The Gophers rediscovered their passing game against Ohio State, an indication that the team hopes to rely on quarterback Andy Persby and his corps of wide receivers to keep the chains moving against some of the Big Ten’s tougher defenses.
The receiving corps is talented, but has yet to develop the consistency needed to ascend into one of the best in the conference. Junior Luke Leverson has stepped up this season and has played well as the team’s lead receiver.
However, the indefinite loss of freshman Jermaine Mays to questions on his academic standing weakens the group’s ability to spread the defense with speed. This unit will take some time to mesh, but the promise that has been exhibited thus far could be an indication of better things to come.
6-foot, 175 lbs.
Leverson’s development into one of the top receivers in the Big Ten came at a time when the team needed a veteran presence at the position. He leads the team in receptions (38 catches for 508 yards), and touchdowns (5), and is the team’s primary punt returner.
Leverson isn’t a flashy playmaker, but his consistency is essential to a unit that has produced erratically all season. He has a knack for getting open, and offensive coordinator Steve Loney likes using Leverson on short routes where he doesn’t need to outrun opposing defensive backs.
The knock on Leverson is his lack of size and true breakaway speed. He isn’t a physical receiver, and his inability to break from bump-and-run coverage is a major weak spot in his game right now. With added strength and bulk, Leverson should continue his ascendence into a top receiver.
6-foot-3, 200 lbs.
Johnson, a true freshman from Detroit, earned the other starting receiver spot after a strong training camp. He is second on the team with 18 receptions, and is tied for second on the team in touchdowns (2).
Johnson has had his share of highs and lows through the first six games of the season, and his development into a complementary receiver will be key for the Gopher offense. His biggest asset is his natural size, something that the receiving corps has lacked in recent years.
At 6-foot-3, Johnson is a specialist at running fade and post patterns which allow him to use his size to beat opposing defensive backs. However, he lacks speed (4.6 in the 40), and is not where the team wants him to be in strength and conditioning. He is still learning technique as far as route running and blocking is concerned, but Johnson’s raw talent has helped him stay on the field for the majority of the team’s offensive plays.
5-foot-7, 160 lbs.
Henderson switched over from running back prior to the season, and the move is finally beginning to pay off for the Gophers. He has nine receptions for 84 yards, including a 35-yard touchdown catch against Ohio State.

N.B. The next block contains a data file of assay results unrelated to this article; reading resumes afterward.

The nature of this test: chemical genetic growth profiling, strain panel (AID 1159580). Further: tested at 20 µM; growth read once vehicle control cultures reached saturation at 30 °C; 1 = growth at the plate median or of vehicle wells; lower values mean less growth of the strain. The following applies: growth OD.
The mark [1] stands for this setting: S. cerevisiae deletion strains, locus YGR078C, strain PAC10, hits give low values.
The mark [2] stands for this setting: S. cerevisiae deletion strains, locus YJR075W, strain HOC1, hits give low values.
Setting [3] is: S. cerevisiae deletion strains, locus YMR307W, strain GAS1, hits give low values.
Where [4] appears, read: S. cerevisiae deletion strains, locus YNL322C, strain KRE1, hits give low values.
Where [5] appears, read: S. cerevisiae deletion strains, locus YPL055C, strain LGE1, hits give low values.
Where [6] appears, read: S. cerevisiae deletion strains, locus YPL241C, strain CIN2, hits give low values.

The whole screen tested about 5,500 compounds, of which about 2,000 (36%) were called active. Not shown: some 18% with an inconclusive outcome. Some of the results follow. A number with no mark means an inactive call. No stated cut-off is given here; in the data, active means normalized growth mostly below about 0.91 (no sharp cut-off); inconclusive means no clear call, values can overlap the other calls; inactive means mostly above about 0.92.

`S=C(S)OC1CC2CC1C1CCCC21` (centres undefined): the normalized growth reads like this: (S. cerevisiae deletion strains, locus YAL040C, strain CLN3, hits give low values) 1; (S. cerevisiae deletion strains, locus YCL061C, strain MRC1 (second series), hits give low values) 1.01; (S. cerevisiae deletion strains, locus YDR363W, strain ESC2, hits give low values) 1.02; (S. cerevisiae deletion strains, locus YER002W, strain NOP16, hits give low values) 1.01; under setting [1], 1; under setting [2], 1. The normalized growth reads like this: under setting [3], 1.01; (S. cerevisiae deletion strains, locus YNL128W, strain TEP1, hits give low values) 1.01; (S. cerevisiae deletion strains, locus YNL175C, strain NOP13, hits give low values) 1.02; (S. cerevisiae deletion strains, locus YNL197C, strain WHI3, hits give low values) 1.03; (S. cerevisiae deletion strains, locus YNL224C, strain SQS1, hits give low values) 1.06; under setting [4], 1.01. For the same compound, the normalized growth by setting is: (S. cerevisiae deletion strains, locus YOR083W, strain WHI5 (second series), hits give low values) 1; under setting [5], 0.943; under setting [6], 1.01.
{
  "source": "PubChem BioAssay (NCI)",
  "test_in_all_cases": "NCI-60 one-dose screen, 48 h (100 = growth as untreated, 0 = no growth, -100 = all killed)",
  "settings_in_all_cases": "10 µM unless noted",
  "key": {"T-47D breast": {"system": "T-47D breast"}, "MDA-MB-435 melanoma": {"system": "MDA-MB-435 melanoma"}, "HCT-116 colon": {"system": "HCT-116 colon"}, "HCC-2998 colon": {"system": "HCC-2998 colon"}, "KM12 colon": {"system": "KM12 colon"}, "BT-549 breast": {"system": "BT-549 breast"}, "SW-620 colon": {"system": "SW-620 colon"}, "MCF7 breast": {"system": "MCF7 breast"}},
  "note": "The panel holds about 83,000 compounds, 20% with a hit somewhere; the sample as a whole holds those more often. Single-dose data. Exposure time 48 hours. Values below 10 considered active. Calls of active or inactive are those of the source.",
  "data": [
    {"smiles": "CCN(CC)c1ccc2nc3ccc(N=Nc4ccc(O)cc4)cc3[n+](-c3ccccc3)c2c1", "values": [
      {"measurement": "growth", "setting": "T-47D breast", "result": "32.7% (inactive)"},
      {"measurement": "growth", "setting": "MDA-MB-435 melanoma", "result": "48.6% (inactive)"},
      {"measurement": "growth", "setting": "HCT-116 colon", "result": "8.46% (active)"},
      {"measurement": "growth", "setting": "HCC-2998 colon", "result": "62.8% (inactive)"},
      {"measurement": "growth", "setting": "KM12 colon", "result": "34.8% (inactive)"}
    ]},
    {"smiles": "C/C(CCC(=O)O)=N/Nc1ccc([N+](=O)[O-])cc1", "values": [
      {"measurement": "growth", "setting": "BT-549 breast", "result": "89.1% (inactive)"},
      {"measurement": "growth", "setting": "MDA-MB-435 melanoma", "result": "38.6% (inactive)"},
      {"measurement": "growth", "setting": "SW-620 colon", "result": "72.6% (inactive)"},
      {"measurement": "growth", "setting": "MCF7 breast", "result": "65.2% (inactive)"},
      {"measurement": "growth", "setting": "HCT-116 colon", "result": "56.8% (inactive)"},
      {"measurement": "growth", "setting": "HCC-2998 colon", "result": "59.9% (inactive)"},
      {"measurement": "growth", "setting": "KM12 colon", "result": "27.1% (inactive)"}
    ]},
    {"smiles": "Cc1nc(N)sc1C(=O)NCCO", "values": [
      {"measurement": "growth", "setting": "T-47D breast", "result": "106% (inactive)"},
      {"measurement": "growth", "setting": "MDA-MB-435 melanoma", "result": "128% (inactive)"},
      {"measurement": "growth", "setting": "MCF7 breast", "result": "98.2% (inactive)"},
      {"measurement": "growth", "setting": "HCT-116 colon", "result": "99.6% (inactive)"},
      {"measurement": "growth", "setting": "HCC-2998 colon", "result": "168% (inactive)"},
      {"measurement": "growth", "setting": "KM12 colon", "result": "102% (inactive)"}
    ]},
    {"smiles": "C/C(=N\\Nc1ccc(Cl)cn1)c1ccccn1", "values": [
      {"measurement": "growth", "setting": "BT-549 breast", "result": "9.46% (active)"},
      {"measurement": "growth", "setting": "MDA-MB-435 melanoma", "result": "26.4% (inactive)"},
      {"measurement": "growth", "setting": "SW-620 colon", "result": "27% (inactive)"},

Henderson is a speed receiver, and his emergence in the offense comes at a time when Mays’s prospects of returning this season remain in question. Henderson is still very raw, but as the third receiver, he often lines up in the slot against opposing safeties or nickelbacks.
His lack of size is obviously a major concern, but in recent weeks, Henderson has been used on patterns where he can utilize his 4.3 speed against slower defensive backs.
Henderson is still very raw, and he needs to work on his pass receiving skills in order to be a more integral part of the offense. However, his progress in the No. 3 receiver role is promising for a team that is desperately seeking a consistent deep threat.
Junior tight end
6-foot-5, 270 lbs.
Haas is the team’s primary tight end, and he has started all but one game this season. He is not a pass catcher, but he plays an important role in the offense as an extra run-blocking lineman.
There have been occasions where he has run deep seam routes, and on the replays, he is usually the only one left wide open. So far, the Gophers have not capitalized on his abilities as a pass catcher, but Haas could see more balls coming his way as the season progresses.
He doesn’t have much experience as a pass receiver, but if he can be worked in more with the passing game, Haas could provide a big target for Persby.
6-foot-2, 195 lbs.
Keller entered camp as the team’s No. 3 quarterback, but his inability to pick up the offense, as well as his athletic skills, made the move to wide receiver the logical option for the coaching staff.
Keller has seen increased playing time in the offense over the last few weeks, and despite his lack of production (only two catches), it seems as if he is slowly emerging as the fourth receiver on offense.
Keller’s quarterback skills have also come in handy. Against Purdue, he threw a 52-yard touchdown to Leverson on a wide receiver option, which was the longest pass play the Gophers completed this season.
Keller is a lanky but fluid player who is still getting a feel for the position. His biggest adjustment has been to play physically when the ball is snapped, but it seems as if the move to receiver is a long-term project for the Gophers’ coaches.
Others: Elvin Jones, freshman receiver; 6-foot-4, 213 lbs. Zach Vevea, freshman tight end; 6-foot-6, 253 lbs.